Thursday February 27th, 2020 3:38AM

Trump lawyer says Dems want to 'overturn' last election

By The Associated Press
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WASHINGTON (AP) — President Donald Trump's lawyers opened their impeachment trial defense Saturday by accusing Democrats of striving to overturn the 2016 election, arguing that investigations of Trump's dealings with Ukraine have not been a fact-finding mission but a politically motivated effort to drive him from the White House.

“They're here to perpetrate the most massive interference in an election in American history," White House Counsel Pat Cipollone told senators. “And we can't allow that to happen."

The Trump legal team's arguments in the rare Saturday session were aimed at rebutting allegations that the president abused his power when he asked Ukraine to investigate political rival Joe Biden and then obstructed Congress as it tried to investigate. The lawyers are mounting a wide-ranging, aggressive defense asserting an expansive view of presidential powers and portraying Trump as besieged by political opponents determined to ensure that he won't be re-elected this November.

“They're asking you not only to overturn the results of the last election, but as I've said before, they're asking you to remove President Trump from an election that's occurring in approximately nine months," Cipollone said. “They're asking you to tear up all the ballots across this country on their own initiative."

Though Trump is the one on trial, the defense team made clear that it intends to place scrutiny on the FBI and to paint the impeachment case as a mere continuation of the investigations that have shadowed the president since before he took office — including one into allegations of Russian election interference on his behalf. Trump attorney Jay Sekulow suggested Democrats were investigating the president over Ukraine simply because they couldn't bring him down for Russia.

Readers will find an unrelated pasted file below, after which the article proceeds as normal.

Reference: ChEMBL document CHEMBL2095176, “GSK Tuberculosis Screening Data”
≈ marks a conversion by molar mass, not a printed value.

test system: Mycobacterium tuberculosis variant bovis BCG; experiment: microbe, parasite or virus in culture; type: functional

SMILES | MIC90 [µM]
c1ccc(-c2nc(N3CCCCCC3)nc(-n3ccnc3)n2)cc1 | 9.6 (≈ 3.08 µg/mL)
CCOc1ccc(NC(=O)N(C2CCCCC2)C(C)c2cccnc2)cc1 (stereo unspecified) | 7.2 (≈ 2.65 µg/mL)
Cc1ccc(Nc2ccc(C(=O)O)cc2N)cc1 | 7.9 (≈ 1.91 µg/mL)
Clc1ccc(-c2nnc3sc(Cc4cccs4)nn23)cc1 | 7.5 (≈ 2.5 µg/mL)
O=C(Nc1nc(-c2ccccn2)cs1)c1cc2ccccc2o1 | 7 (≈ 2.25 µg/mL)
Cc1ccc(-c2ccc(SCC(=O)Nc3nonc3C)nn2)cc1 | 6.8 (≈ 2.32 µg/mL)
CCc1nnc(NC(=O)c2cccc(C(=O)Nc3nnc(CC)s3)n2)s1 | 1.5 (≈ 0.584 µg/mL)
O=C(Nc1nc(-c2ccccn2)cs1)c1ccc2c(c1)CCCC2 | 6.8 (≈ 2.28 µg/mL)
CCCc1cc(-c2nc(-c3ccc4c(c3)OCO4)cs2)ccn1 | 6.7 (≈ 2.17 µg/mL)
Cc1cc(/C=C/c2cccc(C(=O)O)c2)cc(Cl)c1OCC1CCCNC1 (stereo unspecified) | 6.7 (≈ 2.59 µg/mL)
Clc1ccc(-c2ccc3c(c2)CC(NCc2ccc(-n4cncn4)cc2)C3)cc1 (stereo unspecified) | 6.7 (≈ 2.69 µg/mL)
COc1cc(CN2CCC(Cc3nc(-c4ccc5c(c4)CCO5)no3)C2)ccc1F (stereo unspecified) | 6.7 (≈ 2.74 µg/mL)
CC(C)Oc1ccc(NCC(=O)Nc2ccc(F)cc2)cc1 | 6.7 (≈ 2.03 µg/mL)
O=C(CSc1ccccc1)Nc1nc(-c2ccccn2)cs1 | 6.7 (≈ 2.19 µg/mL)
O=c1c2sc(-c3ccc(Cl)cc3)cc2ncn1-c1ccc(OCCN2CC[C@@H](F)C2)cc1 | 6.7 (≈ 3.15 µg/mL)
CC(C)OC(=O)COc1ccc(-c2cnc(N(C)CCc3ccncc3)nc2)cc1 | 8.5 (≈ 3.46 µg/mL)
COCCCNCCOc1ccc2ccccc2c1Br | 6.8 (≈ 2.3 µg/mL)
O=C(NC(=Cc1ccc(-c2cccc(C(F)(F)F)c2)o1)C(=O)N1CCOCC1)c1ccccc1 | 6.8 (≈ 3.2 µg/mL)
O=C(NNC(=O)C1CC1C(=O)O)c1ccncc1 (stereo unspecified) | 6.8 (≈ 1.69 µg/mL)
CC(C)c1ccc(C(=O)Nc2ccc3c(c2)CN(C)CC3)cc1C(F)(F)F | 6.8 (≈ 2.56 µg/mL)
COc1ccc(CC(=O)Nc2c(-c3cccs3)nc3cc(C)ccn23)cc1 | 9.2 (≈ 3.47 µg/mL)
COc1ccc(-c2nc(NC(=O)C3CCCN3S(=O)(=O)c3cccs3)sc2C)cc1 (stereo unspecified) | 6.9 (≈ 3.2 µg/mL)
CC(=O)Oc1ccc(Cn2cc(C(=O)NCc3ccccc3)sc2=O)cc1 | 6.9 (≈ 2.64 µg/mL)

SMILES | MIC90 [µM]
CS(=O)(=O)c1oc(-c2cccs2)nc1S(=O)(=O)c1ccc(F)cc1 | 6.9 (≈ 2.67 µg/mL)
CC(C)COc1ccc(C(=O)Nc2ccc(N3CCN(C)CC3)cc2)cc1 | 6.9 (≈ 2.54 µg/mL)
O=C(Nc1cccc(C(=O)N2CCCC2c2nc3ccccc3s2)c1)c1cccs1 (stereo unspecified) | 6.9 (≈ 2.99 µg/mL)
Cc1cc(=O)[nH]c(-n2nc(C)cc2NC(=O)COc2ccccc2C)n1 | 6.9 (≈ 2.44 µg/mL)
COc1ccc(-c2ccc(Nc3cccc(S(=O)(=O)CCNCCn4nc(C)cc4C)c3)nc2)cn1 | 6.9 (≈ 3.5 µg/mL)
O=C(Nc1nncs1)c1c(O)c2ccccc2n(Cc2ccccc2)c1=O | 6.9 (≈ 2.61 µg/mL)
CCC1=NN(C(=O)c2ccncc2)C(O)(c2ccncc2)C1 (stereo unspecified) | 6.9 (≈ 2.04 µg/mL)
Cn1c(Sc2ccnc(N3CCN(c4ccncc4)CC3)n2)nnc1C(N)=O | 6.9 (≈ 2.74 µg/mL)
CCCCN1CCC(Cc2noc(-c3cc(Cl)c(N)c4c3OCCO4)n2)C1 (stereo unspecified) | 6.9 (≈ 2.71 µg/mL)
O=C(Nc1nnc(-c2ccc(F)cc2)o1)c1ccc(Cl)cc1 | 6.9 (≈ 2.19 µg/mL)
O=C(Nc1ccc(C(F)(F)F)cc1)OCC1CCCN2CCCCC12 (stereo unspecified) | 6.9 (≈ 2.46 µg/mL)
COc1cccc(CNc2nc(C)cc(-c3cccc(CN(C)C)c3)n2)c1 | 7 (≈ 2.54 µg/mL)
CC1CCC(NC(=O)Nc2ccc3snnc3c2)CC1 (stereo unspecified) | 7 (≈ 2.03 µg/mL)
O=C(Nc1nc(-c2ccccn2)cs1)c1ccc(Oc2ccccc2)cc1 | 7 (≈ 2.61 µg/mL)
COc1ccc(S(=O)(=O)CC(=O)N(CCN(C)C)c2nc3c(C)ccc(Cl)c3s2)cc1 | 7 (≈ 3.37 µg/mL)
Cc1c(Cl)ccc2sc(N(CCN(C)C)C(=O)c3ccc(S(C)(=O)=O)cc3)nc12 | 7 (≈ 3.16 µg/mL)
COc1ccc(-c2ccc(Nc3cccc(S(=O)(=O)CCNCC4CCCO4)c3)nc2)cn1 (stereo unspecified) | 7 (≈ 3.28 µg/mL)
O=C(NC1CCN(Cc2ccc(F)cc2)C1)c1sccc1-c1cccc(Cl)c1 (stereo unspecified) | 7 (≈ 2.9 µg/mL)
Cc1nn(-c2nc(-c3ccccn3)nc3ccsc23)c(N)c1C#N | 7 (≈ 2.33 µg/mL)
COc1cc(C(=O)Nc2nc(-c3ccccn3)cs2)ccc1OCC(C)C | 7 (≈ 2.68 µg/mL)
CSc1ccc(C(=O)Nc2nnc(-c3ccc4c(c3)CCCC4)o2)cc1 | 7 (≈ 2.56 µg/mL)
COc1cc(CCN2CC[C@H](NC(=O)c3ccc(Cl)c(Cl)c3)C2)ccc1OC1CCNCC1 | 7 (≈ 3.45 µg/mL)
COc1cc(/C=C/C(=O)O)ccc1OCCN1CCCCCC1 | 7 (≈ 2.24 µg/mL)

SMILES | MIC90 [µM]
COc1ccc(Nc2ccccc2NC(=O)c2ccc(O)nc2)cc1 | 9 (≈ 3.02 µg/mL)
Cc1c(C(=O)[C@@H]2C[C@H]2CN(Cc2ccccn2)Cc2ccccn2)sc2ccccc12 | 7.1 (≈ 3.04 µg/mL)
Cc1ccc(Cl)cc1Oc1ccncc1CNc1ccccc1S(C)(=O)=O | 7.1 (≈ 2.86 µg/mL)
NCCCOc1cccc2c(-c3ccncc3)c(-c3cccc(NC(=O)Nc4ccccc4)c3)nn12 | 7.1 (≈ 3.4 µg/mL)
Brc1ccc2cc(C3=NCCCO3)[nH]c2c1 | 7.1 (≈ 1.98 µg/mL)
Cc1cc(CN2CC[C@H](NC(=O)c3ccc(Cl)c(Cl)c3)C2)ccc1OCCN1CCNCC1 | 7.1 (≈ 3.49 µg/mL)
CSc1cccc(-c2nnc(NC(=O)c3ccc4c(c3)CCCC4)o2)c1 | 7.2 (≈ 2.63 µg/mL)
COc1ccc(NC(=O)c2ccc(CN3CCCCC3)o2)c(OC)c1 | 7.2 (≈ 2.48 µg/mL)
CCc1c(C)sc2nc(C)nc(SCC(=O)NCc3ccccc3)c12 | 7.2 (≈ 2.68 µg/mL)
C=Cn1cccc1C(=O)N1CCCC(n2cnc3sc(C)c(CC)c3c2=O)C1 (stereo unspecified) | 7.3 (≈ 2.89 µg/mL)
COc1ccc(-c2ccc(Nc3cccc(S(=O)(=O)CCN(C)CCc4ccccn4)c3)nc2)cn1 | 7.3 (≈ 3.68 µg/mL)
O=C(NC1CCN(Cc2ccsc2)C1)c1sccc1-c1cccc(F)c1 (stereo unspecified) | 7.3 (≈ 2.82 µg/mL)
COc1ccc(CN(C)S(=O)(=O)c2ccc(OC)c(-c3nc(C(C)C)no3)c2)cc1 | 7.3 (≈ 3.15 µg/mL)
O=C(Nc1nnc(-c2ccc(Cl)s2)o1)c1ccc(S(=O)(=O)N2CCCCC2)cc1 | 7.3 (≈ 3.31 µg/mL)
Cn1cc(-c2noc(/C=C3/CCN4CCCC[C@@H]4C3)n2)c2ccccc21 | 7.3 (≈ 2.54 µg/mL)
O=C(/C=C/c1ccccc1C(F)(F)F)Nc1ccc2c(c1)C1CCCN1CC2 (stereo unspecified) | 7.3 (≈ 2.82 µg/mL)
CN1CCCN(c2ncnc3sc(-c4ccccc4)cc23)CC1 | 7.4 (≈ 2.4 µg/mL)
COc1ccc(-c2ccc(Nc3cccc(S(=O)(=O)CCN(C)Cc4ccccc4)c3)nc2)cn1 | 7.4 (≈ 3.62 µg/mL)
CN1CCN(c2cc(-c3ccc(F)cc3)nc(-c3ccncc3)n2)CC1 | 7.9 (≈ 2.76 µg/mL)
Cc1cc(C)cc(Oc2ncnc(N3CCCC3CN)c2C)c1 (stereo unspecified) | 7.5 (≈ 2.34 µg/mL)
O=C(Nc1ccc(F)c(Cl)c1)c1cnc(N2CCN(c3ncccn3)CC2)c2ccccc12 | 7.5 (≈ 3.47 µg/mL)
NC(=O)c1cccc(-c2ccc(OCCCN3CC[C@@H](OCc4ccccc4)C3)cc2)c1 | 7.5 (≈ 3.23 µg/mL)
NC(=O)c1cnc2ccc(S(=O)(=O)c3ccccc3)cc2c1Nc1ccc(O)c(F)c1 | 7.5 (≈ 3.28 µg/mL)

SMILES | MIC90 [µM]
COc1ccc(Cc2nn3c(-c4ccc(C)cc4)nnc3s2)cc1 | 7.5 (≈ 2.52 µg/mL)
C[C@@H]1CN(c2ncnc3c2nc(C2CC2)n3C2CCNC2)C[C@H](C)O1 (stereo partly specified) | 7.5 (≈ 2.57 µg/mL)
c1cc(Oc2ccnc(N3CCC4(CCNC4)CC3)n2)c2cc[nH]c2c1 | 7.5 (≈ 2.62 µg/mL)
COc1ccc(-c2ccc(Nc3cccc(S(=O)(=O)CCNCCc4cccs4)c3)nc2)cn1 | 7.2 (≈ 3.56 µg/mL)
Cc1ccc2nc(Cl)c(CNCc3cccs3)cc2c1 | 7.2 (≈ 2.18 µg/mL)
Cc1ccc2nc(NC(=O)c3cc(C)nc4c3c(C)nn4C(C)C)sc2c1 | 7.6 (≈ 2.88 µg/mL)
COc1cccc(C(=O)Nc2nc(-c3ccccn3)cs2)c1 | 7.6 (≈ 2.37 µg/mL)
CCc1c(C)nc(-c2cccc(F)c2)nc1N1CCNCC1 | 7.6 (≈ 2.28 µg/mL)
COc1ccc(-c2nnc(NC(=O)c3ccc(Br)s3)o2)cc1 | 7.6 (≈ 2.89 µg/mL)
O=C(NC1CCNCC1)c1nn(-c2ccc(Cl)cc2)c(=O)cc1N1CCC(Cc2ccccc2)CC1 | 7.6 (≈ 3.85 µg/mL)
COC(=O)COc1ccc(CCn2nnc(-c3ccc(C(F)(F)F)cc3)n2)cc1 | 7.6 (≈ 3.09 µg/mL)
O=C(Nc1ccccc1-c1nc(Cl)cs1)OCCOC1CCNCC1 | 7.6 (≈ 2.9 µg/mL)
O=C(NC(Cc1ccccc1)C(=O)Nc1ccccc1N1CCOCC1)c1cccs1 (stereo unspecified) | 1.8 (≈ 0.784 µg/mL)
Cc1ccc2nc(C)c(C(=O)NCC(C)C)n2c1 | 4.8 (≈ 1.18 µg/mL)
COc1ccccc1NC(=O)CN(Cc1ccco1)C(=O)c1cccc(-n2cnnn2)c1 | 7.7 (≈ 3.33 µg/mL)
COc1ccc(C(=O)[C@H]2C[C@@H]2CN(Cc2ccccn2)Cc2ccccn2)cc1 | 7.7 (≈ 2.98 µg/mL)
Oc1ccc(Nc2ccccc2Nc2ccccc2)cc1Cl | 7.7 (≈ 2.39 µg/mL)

“That — for this," said Sekulow, holding up a copy of special counsel Robert Mueller's report, which he accused Democrats of attempting to “relitigate." That report detailed ties between the 2016 Trump campaign and Russia but did not allege a criminal conspiracy to tip the election.

From the White House, Trump added name-calling, tweeting that his team was making his case “against lyin’, cheatin’, liddle’ Adam “Shifty” Schiff, Cryin’ Chuck Schumer, Nervous Nancy Pelosi” and others of “the Radical Left.” On the Senate floor, Trump's lawyers attacked Schiff, playing clips of past statements meant to undermine his credibility.

Trump's team made only a two-hour presentation, reserving the heart of its case for Monday. Acquittal appears likely, given that Republicans hold a 53-47 majority in the Senate, and a two-thirds vote would be required for conviction and removal from office.

The Trump attorneys are responding to two articles of impeachment approved last month by the House — one that accuses him of encouraging Ukraine to investigate Biden at the same time the administration withheld military aid from the country, and the other that accuses him of obstructing Congress by directing aides not to testify or produce documents.

Trump's defense team took center stage following three days of methodical and passionate arguments from Democrats, who wrapped up Friday by warning that Trump will persist in abusing his power and endangering American democracy unless Congress intervenes to remove him before the 2020 election. They also implored Republicans to allow new testimony to be heard before senators render a final verdict.

“Give America a fair trial,” said California Rep. Adam Schiff, the lead Democratic impeachment manager. “She’s worth it.”

In making their case that Trump invited Ukraine to interfere in the 2020 election, the seven Democratic prosecutors peppered their arguments with video clips, email correspondence and lessons in American history.

On Saturday morning, House managers made the procession across the Capitol at 9:30 to deliver the 28,578-page record of their impeachment case to the Senate.